Reporting Stantec’s 2008 radar data by referring to numbers of birds and bats passing and potentially colliding with the project’s turbines is much more understandable and has far greater significance than the approach used by Stantec, that suggested if most migrants fly above the rotors then risk of collision is low. I suspect if Stantec presented actual numbers and assessed collision risk it would have received far greater attention by the sponsor, resource agencies and the general public. Nevertheless, the potential for avian collision mortality was significant, not a low risk as Stantec concluded.

Conclusion & Recommendations:
In the first iteration of the Galloo Island wind project, e.g. Hounsfield, there was failure to properly identify the wind turbine collision risks for avian migrants. Stantec failed to report that more than a million birds and bats flew over Galloo Island during their spring and summer migration in 2008. They also failed to report that their data showed nearly ¼ million migrating birds and bats moved through the rotor zone over Galloo and that it would be likely that thousands of birds and bats would be killed annually. Instead they reported that only 19 and 17 percent of migrants flew below turbine height, suggesting low collision risk, which I maintain was erroneous.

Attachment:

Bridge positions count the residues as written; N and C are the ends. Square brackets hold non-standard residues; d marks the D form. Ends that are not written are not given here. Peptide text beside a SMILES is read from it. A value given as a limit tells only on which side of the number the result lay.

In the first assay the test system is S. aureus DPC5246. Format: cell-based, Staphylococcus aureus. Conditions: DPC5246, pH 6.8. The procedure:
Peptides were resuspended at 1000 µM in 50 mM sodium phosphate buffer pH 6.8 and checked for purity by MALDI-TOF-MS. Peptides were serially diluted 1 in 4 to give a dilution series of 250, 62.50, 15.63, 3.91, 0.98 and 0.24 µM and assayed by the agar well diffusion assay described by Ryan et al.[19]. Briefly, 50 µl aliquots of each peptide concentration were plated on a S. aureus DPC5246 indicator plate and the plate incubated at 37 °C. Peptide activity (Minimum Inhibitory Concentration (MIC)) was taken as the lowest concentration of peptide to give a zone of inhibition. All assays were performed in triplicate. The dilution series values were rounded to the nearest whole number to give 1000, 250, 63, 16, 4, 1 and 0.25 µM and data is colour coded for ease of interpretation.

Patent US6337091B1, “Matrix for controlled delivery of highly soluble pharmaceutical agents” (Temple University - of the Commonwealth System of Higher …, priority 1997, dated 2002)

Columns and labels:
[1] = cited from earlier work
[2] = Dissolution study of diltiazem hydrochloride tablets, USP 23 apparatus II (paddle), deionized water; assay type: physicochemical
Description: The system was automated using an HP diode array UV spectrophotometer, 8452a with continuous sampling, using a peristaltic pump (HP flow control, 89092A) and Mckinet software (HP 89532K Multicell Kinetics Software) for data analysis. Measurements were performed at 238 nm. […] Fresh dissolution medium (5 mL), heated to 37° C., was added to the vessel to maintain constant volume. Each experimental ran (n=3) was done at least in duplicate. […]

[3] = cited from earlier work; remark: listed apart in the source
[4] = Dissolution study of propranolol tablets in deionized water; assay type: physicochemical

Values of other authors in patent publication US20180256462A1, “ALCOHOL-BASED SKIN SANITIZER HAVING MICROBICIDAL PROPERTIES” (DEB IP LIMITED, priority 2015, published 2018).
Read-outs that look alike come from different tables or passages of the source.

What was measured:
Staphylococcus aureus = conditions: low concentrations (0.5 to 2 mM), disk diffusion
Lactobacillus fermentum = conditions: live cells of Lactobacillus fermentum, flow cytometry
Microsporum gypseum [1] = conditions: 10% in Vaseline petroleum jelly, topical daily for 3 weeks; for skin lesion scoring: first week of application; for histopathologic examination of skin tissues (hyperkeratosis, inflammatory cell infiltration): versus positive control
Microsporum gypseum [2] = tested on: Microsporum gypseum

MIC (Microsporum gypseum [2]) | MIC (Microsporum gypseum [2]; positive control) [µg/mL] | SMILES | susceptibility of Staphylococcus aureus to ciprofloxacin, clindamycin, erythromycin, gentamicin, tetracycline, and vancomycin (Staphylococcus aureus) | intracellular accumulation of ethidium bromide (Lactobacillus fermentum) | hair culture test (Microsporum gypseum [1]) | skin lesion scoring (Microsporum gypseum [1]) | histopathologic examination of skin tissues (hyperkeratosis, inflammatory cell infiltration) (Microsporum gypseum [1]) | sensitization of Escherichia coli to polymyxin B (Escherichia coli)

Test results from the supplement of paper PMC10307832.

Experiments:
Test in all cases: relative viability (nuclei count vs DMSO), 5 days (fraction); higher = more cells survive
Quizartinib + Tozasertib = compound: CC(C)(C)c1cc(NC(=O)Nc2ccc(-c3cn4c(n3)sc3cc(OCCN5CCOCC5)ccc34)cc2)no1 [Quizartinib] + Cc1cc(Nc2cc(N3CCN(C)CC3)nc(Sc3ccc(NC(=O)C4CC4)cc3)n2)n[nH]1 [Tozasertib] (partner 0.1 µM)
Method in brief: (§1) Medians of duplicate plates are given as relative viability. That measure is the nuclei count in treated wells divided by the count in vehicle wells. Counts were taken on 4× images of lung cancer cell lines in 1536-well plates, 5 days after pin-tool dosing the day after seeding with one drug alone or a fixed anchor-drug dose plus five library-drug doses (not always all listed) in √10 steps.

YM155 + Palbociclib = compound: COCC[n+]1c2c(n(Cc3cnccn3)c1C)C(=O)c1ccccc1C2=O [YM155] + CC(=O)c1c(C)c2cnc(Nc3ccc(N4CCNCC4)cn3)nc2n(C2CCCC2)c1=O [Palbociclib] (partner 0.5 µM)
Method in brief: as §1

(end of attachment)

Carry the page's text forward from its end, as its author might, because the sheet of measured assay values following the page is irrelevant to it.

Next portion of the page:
Based on the PSS from Galloo Island Wind and NYSDEC’s comments, it seems as though the past failures will be continued. Galloo Island Wind LLC referenced the Hounsfield radar studies in their PSS, but failed to pick-up on Stantec’s sleight-of- hand. They never mentioned the need for any study of collision impacts associated with migrating birds and bats. NYSDEC’s only comment was the failure to mention the Atlantic Flyway. They too provided no further direction other than suggesting that Galloo Island Wind should reference the flyway in future reporting.